Some of the energy bars were swapped out for self-heating MRE’s because they were less shocking to the system. If you’re situation is bad, don’t make it worse by eating cardboard and getting demoralized. I also boosted the water content for consumption and MRE use although in a pinch, ice or snow could be used for the MRE. It’s very foolish to rely on snow and ice for your water consumption needs because it can actually cool your body too much too quickly when in an emergency situation and your body is already on edge. The hand warmers I’d originally used ended up being total crap, and was one of the occurrences that led to my personal pledge that I wasn’t ever again going to rely on kit that I hadn’t tested myself before hand. I’ve since swapped them out for a Zippo-type hand-warmer, which really heats the whole car. Just remember to ventilate the vehicle if using in that small space.
I’ve added some extras to the first aid kit; things likely to help out during winter-time accidents, and there is a third thermal blanket too. The candles got replaced with a LED flashlight which has a sort of traffic guide attachment, which also works great as a “candle”. the flashlight also stays lite much longer too. In one situation, where I actually had to help rescue a big tough guy foolishly drive his big SUV like a moron (speeding, wreckless lane changes and such on bad roads, you know the type!), after he’d flipped it and came to rest in the median. I pulled up in my little PT Cruiser and broke my basic multi-purpose tool getting him taken care of. It’s a good thing the Leatherman on my hip was there for back up! Now I have a tougher one in the kit to match the tough one on my hip.
The duct tape, bailing wire and rope are honestly items I haven’t needed to use, but have always seemed to help MacGuyver out in a pinch, and while I don’t foresee the need to turn my exhaust pipe into a flamethrower or whatever, I do see the practical nature to having some amount of these items on hand.
How about you, what’s in your winter car kit or do you even have one?
If there was ever a reason to live a financially independent life, this has got to be in the top 5 for me, and it should be for you as well! California welfare regulations for years have allowed, and even required, counties to go after minors for the debts of their parents, state officials told the Associated Press. California has made $133 million in overpayments in the past fiscal year, and has collected about half of that back, but says it has no way of tracking how much of that was from the children who never incurred the debt to begin with.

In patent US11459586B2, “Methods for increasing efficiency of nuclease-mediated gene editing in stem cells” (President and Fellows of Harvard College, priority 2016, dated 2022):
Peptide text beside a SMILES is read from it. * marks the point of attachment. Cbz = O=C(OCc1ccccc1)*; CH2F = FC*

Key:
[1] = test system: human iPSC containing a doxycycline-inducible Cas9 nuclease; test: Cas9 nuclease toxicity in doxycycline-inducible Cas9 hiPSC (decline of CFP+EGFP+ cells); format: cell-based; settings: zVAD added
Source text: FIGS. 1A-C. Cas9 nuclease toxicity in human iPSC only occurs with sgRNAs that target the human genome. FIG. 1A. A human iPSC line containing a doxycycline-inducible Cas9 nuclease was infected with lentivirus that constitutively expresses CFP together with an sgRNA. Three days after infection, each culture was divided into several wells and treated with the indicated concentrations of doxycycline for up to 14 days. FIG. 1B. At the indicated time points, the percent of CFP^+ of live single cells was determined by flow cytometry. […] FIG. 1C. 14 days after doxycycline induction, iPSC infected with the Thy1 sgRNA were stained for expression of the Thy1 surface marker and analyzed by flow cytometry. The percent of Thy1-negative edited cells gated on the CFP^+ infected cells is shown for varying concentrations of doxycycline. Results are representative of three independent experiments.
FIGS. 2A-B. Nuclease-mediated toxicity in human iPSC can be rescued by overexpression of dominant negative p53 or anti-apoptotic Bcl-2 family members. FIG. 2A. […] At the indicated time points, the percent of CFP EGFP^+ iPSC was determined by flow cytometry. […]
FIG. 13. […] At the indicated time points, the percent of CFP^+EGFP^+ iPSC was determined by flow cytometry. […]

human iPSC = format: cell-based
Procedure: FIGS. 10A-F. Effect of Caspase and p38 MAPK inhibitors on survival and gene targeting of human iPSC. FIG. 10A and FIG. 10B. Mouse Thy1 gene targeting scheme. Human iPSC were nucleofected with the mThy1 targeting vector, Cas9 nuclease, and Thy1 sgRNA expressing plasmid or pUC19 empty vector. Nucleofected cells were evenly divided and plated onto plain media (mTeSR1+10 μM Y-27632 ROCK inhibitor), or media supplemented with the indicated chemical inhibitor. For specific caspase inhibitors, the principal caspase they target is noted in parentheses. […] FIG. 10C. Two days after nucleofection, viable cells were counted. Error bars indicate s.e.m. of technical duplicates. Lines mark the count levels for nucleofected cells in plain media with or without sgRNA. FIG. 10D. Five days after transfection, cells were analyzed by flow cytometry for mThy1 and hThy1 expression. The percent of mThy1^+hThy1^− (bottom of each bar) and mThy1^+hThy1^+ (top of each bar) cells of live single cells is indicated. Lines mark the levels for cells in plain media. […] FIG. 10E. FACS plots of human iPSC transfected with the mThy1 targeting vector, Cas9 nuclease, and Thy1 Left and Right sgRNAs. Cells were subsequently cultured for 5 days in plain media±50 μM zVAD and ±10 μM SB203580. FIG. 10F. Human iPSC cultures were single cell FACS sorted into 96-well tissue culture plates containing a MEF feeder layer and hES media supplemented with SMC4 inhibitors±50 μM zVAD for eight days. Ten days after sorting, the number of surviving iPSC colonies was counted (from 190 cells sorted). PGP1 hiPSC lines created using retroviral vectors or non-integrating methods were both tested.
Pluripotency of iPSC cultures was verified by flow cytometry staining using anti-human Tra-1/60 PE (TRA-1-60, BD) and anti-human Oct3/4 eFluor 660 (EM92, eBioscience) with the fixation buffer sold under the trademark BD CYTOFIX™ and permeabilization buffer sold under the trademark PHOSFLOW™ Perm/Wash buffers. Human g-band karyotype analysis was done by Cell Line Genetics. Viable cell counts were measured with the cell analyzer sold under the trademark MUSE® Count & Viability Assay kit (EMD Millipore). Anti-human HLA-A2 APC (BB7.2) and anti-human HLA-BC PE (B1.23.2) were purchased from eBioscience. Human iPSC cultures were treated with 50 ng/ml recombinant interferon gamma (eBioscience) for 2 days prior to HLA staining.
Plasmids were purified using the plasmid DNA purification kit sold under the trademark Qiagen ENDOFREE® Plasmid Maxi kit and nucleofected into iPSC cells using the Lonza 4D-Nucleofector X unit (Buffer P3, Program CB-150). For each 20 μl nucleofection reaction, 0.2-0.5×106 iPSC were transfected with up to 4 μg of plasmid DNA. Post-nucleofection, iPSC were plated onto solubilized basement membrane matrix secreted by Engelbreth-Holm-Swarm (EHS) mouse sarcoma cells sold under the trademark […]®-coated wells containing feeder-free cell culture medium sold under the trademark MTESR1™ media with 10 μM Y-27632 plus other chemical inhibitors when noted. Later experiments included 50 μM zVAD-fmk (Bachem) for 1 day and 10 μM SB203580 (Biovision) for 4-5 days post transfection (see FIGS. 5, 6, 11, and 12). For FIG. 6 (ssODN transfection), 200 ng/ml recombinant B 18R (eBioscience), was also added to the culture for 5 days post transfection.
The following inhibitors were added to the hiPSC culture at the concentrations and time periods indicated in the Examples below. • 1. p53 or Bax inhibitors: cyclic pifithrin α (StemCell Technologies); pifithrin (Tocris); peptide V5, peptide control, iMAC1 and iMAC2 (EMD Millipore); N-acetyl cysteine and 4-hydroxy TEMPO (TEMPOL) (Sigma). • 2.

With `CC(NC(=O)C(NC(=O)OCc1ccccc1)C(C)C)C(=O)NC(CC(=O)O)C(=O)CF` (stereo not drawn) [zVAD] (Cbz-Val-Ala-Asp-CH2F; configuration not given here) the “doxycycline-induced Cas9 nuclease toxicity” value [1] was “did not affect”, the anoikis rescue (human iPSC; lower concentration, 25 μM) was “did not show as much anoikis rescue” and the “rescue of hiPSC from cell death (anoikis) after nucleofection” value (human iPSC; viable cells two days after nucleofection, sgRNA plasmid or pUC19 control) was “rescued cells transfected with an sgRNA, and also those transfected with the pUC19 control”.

How can they hold children responsible for this debt and not have a system to track it’s collection? How this can even be legal is beyond me and just speaks to the inefficiency of many government programs. This type of sick law wouldn’t even be necessary if they didn’t make the overpayments to begin with. In the case linked into the child was a minor when the debt was incurred, but is now an adult with her own life to lead and is now facing State Tax Refund garnishment. Not every state conducts business so repugnantly, thankfully, but for a government so hell bent on spreading democracy and doing the “right thing” abroad, it sure does like to dump on it’s own citizens. Even the United Nations banned this type of debt slavery in 1956!
While researching more information for this article I discovered that while some states elect to engage in this form of debt bondage regarding the collection of state aid, other forms of debt, such as credit cards, cannot be transferred to your children, even if they’re the executor of your will. As long as they’re not a cosigner to the debt, they’re not obligated to nor can they be compelled to pay the debt. Having said that, if the executor of your will doesn’t use the money form the settlement of your estate to repay it, they may still wind up in trouble with the law.
The best solution, of course, is to live debt free, but that isn’t always feasible or even practical. The second best option is to have enough money reserved or invested to cover all the debts in the most liquid form possible. A separate savings account is probably easiest, even though it won’t earn you a bunch in interest. My philosophy is that money is there to help my family in the future, not me in the present.
I’ve always had the view that prepping doesn’t just mean that my family is taken care of if the power goes out or the government collapses, but also if everything else is workable, but I’m no longer around. How about you?